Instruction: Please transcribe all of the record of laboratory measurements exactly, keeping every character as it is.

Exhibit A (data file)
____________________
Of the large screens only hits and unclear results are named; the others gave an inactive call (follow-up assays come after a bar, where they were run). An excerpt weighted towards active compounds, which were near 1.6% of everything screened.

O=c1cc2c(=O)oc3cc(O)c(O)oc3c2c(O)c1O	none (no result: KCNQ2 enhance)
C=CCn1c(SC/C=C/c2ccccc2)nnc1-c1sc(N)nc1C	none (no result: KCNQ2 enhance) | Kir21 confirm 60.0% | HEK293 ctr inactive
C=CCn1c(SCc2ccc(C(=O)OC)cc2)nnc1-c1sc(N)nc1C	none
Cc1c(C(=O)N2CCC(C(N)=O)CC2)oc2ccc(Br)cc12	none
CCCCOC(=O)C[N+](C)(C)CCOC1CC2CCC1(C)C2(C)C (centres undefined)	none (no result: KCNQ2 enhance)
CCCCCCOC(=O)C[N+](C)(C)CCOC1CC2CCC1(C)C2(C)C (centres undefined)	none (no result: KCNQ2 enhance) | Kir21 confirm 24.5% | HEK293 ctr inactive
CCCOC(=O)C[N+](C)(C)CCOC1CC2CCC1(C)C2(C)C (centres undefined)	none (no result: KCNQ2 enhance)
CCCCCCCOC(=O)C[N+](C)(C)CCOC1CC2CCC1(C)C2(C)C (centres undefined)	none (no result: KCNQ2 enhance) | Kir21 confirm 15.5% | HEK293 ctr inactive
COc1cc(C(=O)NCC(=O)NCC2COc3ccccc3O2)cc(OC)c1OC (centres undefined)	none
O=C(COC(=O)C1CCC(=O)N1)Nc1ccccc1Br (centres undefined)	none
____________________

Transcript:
Of the large screens only hits and unclear results are named; the others gave an inactive call (follow-up assays come after a bar, where they were run). An excerpt weighted towards active compounds, which were near 1.6% of everything screened.

O=c1cc2c(=O)oc3cc(O)c(O)oc3c2c(O)c1O	none (no result: KCNQ2 enhance)
C=CCn1c(SC/C=C/c2ccccc2)nnc1-c1sc(N)nc1C	none (no result: KCNQ2 enhance) | Kir21 confirm 60.0% | HEK293 ctr inactive
C=CCn1c(SCc2ccc(C(=O)OC)cc2)nnc1-c1sc(N)nc1C	none
Cc1c(C(=O)N2CCC(C(N)=O)CC2)oc2ccc(Br)cc12	none
CCCCOC(=O)C[N+](C)(C)CCOC1CC2CCC1(C)C2(C)C (centres undefined)	none (no result: KCNQ2 enhance)
CCCCCCOC(=O)C[N+](C)(C)CCOC1CC2CCC1(C)C2(C)C (centres undefined)	none (no result: KCNQ2 enhance) | Kir21 confirm 24.5% | HEK293 ctr inactive
CCCOC(=O)C[N+](C)(C)CCOC1CC2CCC1(C)C2(C)C (centres undefined)	none (no result: KCNQ2 enhance)
CCCCCCCOC(=O)C[N+](C)(C)CCOC1CC2CCC1(C)C2(C)C (centres undefined)	none (no result: KCNQ2 enhance) | Kir21 confirm 15.5% | HEK293 ctr inactive
COc1cc(C(=O)NCC(=O)NCC2COc3ccccc3O2)cc(OC)c1OC (centres undefined)	none
O=C(COC(=O)C1CCC(=O)N1)Nc1ccccc1Br (centres undefined)	none